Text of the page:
Modulating macrophage phenotypes as a therapeutic strategy in neurodegenerative diseases
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- Institutt for biologi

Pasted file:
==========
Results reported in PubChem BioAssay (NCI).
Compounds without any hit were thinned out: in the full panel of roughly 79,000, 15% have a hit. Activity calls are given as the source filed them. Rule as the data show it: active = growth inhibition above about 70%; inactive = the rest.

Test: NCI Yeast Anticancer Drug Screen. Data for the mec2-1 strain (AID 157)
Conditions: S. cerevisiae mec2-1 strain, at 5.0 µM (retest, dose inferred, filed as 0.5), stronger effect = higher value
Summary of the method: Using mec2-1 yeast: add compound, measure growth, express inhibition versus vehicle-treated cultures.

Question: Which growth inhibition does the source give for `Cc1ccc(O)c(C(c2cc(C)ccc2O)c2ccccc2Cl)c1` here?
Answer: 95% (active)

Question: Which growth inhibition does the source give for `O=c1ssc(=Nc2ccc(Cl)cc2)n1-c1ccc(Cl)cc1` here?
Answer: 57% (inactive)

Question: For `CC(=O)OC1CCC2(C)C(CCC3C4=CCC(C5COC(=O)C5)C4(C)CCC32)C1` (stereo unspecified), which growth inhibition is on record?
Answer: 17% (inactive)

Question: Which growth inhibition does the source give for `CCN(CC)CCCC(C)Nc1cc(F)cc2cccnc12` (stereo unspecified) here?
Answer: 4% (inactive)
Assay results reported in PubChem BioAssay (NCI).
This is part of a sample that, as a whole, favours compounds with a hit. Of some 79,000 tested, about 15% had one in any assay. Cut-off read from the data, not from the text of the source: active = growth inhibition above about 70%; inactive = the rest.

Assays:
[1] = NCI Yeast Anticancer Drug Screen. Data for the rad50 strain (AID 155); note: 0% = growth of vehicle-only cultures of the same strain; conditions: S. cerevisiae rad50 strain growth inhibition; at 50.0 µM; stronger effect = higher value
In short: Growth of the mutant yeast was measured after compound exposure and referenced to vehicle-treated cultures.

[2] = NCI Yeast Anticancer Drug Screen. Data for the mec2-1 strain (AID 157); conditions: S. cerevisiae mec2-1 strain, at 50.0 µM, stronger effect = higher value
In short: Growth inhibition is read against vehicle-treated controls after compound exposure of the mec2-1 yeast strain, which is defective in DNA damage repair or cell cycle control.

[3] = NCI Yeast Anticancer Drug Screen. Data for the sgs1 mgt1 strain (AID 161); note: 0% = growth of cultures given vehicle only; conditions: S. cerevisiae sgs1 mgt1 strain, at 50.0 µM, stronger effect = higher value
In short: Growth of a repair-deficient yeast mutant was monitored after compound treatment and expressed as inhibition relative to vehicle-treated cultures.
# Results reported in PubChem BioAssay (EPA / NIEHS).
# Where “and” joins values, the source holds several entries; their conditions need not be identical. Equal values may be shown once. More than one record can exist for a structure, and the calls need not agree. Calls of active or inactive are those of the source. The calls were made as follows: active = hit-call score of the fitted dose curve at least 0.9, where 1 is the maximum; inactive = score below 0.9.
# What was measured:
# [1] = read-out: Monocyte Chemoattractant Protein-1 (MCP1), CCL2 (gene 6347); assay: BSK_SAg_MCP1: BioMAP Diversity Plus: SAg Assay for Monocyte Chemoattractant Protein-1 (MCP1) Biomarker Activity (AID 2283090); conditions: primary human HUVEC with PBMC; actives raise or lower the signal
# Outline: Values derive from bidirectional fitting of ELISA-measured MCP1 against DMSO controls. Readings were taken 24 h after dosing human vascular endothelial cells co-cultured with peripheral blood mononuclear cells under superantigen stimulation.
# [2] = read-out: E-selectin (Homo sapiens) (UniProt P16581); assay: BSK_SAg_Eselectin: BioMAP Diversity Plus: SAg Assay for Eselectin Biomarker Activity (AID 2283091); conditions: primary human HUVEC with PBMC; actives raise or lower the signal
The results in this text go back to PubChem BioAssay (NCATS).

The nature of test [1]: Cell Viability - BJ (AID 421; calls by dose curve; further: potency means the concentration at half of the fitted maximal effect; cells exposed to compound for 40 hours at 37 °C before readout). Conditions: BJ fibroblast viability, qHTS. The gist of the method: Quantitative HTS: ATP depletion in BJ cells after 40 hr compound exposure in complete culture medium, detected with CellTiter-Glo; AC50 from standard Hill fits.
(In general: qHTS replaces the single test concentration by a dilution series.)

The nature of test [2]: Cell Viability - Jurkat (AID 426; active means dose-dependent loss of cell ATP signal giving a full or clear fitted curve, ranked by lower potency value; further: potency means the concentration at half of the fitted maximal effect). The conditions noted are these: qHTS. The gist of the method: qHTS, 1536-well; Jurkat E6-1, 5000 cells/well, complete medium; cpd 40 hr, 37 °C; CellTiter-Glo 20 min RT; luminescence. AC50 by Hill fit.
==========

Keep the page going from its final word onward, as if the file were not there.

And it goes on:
Macrophages are sentinel cells and are responsible for maintaining homeostasis in tissues and balancing the expression of proinflammatory versus anti-inflammatory factors. In the central nervous system (CNS), the balance of brain macrophage phenotypes underlies the inflammatory gene expression and clearance of toxic extracellular protein aggregates. Chronic expression of inflammatory genes and accumulation of amyloid beta (A) have been implicated in many studies as prospective etiologies of neurodegenerative diseases such as NeuroHIV and Alzheimer s disease (AD). Hence, manipulating brain macrophage phenotypes may represent a promising therapeutic strategy for neurodegenerative diseases. Cannabinoid (CB) receptor agonists reverse the neurodegenerative process in many transgenic animal models for neurodegenerative diseases and are associated with therapeutic effects in humans. These discoveries predicate the following hypotheses: a CB receptor agonist, WIN55,212-2 (WIN), will 1) block induction of the proinflammatory and neurotoxic phenotype and 2) reduce HIV-infection efficiency in macrophages (MDMS). To model perivascular macrophages, peripheral blood mononuclear cells (PBMC) were differentiated into monocyte derived macrophages (MDMs). The MDMs were treated with WIN for 24 hours before exposure to the proinflammatory cytokine IL-1 or recombinant A 1-42 for an additional 24 hours. MDMs were next analyzed for expression of proinflammatory (IL-1 and IFN-) and anti-inflammatory (Triggering receptor expressed on myeloid [TREM] 2) genes. To test neurotoxicity of activated MDMs and the neuroprotective potential of WIN, primary human neurons were treated with conditioned media (CM) from all treatment groups and analyzed for neuronal morphology and integrity by Microtubule-associated protein (MAP) 2 immunostaining. To determine effects of a CB receptor agonist on HIV replication efficiency, HIV-infected MDMs were treated with WIN and then analyzed for the expression of HIV capsid protein, p24. IL-1 reduced expression of TREM2, and increased IL-1 and IFN- in MDMs; however, pretreatment of MDMs with WIN reversed these changes. MDMs pretreated with WIN had more elongated morphology compared to vehicle-treated cells, indicating the anti-inflammatory phenotype. CM from MDMs exposed to WIN resulted in a higher level of MAP2 in primary human neurons than CM from IL-1-treated MDMs. Lastly, HIV+ MDMs pretreated with WIN produced lower levels of p24 compared to vehicle-treated MDMs. These results suggest that CB receptor agonists may be used to modulate phenotype and reduce HIV-replication efficiency in macrophages. These findings identify a novel role for CB receptor agonists to reduce neurotoxicity in NeuroHIV and other neurodegenerative disease.